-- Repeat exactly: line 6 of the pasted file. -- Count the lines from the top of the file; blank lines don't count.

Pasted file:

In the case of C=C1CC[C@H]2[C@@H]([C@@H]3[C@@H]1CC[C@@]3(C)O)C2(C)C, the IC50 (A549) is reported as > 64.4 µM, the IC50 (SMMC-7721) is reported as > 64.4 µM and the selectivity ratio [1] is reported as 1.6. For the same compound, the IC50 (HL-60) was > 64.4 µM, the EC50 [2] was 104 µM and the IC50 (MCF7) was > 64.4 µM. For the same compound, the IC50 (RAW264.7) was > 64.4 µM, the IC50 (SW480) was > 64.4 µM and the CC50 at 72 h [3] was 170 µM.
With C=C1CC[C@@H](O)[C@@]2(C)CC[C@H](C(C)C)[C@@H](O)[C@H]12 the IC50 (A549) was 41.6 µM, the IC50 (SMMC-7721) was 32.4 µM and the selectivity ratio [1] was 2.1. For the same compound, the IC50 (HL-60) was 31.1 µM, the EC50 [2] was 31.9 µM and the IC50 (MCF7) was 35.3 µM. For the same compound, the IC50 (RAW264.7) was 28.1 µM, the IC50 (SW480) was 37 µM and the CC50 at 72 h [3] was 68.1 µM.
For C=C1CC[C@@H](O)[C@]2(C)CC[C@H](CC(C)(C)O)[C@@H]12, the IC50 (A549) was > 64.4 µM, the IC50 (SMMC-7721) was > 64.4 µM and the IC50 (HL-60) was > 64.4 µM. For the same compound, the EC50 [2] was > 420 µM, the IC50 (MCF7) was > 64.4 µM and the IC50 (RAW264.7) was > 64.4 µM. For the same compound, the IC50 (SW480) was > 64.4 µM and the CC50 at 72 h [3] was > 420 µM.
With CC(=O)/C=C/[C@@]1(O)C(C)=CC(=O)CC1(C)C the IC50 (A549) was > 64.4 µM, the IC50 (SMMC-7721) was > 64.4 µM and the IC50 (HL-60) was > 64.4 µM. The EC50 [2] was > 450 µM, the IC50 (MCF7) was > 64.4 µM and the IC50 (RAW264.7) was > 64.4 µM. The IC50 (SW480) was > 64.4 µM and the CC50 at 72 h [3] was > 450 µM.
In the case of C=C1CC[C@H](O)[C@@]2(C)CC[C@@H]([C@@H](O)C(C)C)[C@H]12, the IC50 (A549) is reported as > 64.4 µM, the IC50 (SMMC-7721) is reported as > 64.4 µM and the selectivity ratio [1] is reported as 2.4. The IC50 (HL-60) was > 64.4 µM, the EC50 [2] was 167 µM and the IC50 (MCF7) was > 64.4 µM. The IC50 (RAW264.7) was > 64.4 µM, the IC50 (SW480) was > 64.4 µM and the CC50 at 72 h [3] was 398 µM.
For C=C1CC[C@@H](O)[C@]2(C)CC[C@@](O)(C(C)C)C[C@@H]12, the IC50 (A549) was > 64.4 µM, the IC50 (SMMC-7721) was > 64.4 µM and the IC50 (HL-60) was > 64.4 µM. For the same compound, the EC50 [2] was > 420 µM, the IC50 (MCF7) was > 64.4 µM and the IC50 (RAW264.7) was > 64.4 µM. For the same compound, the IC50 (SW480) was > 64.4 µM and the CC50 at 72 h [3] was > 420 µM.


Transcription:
For C=C1CC[C@@H](O)[C@]2(C)CC[C@@](O)(C(C)C)C[C@@H]12, the IC50 (A549) was > 64.4 µM, the IC50 (SMMC-7721) was > 64.4 µM and the IC50 (HL-60) was > 64.4 µM. For the same compound, the EC50 [2] was > 420 µM, the IC50 (MCF7) was > 64.4 µM and the IC50 (RAW264.7) was > 64.4 µM. For the same compound, the IC50 (SW480) was > 64.4 µM and the CC50 at 72 h [3] was > 420 µM.